Burl Strevel left the Blue Ridge Quartet and joined the Sunshine Boys in 1956 replacing Johnny Atkinson. The group continued to flourish in the gospel field. The Sunshine Boys became the first gospel artist to headline in major hotels on the Nevada circuit. They moved to Nevada in 1960 to work venues such as the Golden Nugget in Las Vegas, the Mapes Hotel in Reno, and the Nevada Lodge in Lake Tahoe. Their blend of gospel and western music made them favorites on the Nevada circuit.

Strevel rejoined the Blue Ridge Quartet in 1964 replacing George Younce. Jim Boatman, formerly with the Prophets Quartet, joined the Sunshine Boys as bass singer. Fred Daniel also left to join the Blue Ridge Quartet about a year later, replacing Ed Sprouse. The Sunshine Boys continued to perform on the Nevada club circuit until they retired as a full time group in 1968.

The Sunshine Boys have accomplished many "firsts" in gospel music. They introduced television to the South at WSB-TV. They sang in an experimental television project at Rich's department store before taking part in the first live telecast of WSB-TV in September 1948. They also did their own ABC radio network program daily from 1954-1959.

Tales that have been told (and printed!) about the Sunshine Boys and their exploits are legendary. The Sunshine Boys were blessed with two of the funniest and most candid storytellers in gospel music history: Eddie Wallace and JD Sumner. This writer will not even begin to recount these stories, but they are some of the funniest in the history of gospel music.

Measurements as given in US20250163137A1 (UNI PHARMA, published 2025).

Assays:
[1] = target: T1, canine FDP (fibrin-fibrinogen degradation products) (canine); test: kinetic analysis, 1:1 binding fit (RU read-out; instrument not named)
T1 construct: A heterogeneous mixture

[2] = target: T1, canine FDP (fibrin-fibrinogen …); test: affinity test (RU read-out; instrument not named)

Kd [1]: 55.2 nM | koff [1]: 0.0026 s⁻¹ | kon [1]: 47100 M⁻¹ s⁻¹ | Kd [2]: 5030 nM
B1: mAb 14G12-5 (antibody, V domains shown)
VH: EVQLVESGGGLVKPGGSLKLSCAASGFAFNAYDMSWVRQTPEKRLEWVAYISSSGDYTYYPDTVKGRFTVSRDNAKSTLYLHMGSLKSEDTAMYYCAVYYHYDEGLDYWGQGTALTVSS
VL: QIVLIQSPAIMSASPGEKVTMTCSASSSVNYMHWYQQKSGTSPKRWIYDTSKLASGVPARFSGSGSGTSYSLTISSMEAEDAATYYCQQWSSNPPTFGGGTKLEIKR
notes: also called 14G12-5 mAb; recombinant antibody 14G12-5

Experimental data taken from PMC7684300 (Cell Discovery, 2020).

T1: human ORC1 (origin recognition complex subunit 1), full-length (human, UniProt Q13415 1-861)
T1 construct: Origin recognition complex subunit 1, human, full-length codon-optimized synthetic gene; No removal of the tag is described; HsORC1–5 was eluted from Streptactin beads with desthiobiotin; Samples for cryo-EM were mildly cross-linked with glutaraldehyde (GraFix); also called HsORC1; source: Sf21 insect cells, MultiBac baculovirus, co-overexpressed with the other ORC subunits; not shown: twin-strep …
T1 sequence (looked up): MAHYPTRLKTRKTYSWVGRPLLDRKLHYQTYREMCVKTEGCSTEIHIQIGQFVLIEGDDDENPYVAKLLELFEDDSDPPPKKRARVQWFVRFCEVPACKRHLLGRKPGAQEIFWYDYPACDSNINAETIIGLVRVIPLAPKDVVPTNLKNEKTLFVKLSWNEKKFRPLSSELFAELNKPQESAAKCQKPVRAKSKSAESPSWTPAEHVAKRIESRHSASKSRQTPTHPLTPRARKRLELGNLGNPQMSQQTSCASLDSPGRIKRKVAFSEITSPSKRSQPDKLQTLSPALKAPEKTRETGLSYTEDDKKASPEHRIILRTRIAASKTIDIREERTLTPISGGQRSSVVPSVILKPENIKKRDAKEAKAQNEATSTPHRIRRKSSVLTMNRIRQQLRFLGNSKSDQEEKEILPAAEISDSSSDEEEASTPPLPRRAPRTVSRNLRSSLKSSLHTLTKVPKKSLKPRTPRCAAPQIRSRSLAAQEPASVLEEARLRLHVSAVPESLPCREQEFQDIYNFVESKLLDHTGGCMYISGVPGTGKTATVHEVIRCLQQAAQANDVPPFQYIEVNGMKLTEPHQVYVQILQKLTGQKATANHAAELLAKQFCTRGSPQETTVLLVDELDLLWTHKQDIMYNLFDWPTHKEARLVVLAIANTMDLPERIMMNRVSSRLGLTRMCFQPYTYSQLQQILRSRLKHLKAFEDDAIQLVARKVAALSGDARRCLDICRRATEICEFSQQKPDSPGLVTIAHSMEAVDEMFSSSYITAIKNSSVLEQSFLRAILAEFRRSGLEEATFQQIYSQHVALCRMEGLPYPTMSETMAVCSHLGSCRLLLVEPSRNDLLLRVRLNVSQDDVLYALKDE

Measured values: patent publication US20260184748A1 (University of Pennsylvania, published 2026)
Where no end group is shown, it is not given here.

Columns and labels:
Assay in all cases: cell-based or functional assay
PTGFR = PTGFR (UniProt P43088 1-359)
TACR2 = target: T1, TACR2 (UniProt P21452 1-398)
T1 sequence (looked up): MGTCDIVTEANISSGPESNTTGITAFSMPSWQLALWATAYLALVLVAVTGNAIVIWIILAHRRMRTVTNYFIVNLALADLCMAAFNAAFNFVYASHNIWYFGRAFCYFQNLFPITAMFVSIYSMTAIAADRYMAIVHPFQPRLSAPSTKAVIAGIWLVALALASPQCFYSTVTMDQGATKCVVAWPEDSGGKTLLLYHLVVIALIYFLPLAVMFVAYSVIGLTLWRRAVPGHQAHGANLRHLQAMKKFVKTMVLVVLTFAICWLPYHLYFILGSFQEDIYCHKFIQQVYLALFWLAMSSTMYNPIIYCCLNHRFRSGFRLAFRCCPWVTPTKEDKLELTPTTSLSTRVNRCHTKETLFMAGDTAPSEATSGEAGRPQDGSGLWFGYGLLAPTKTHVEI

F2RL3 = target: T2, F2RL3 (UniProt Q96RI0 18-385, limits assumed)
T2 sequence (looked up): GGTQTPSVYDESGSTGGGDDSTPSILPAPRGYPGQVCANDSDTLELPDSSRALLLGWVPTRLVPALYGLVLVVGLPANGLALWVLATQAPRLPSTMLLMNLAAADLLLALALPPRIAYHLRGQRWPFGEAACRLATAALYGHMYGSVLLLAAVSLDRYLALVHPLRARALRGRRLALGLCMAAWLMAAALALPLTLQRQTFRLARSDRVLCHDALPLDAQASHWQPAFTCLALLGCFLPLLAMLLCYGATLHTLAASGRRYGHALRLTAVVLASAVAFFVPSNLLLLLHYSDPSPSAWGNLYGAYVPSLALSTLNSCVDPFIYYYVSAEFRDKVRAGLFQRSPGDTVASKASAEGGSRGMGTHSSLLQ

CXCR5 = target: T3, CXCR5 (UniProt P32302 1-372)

The Sunshine Boys continued to perform on a limited basis through the years, often enlisting the services of the late JD Sumner or the late Johnny Atkinson to fill the bass slot. They sang at "Old Timers Night" at the National Quartet Convention for several years. They have never missed the opportunity to perform at the Grand Ole Gospel Reunion, having not missed a performance there since 1988. Although several of the Sunshine Boys have passed away, the current group consisting of Fred Daniel, Bob Shaw, Jimmy Jones, and Ed Wallace continue to perform on a limited basis around the Atlanta area. Recently, the Sunshine Boys released a new video and CD with their current group. They still sing many Sunshine Boys classics just as they did in years past.